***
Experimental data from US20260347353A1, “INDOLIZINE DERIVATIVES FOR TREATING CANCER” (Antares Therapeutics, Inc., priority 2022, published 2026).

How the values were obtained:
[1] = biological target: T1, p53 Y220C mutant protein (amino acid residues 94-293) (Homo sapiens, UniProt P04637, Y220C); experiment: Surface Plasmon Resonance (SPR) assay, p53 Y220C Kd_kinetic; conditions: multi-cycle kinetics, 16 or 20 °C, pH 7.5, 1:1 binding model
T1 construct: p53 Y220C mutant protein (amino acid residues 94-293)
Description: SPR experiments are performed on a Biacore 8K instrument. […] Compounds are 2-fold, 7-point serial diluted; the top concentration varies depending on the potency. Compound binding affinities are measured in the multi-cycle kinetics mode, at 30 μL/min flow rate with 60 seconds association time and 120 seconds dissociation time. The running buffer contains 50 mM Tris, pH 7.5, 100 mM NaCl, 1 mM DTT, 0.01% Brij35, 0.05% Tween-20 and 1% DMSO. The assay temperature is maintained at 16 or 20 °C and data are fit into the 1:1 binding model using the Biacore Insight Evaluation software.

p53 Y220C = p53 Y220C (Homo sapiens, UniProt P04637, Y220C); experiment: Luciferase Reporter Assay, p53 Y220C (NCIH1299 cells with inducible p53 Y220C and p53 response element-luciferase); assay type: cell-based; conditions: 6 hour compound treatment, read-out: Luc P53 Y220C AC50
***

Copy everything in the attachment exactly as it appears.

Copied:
Experimental data from US20260347353A1, “INDOLIZINE DERIVATIVES FOR TREATING CANCER” (Antares Therapeutics, Inc., priority 2022, published 2026).

How the values were obtained:
[1] = biological target: T1, p53 Y220C mutant protein (amino acid residues 94-293) (Homo sapiens, UniProt P04637, Y220C); experiment: Surface Plasmon Resonance (SPR) assay, p53 Y220C Kd_kinetic; conditions: multi-cycle kinetics, 16 or 20 °C, pH 7.5, 1:1 binding model
T1 construct: p53 Y220C mutant protein (amino acid residues 94-293)
Description: SPR experiments are performed on a Biacore 8K instrument. […] Compounds are 2-fold, 7-point serial diluted; the top concentration varies depending on the potency. Compound binding affinities are measured in the multi-cycle kinetics mode, at 30 μL/min flow rate with 60 seconds association time and 120 seconds dissociation time. The running buffer contains 50 mM Tris, pH 7.5, 100 mM NaCl, 1 mM DTT, 0.01% Brij35, 0.05% Tween-20 and 1% DMSO. The assay temperature is maintained at 16 or 20 °C and data are fit into the 1:1 binding model using the Biacore Insight Evaluation software.

p53 Y220C = p53 Y220C (Homo sapiens, UniProt P04637, Y220C); experiment: Luciferase Reporter Assay, p53 Y220C (NCIH1299 cells with inducible p53 Y220C and p53 response element-luciferase); assay type: cell-based; conditions: 6 hour compound treatment, read-out: Luc P53 Y220C AC50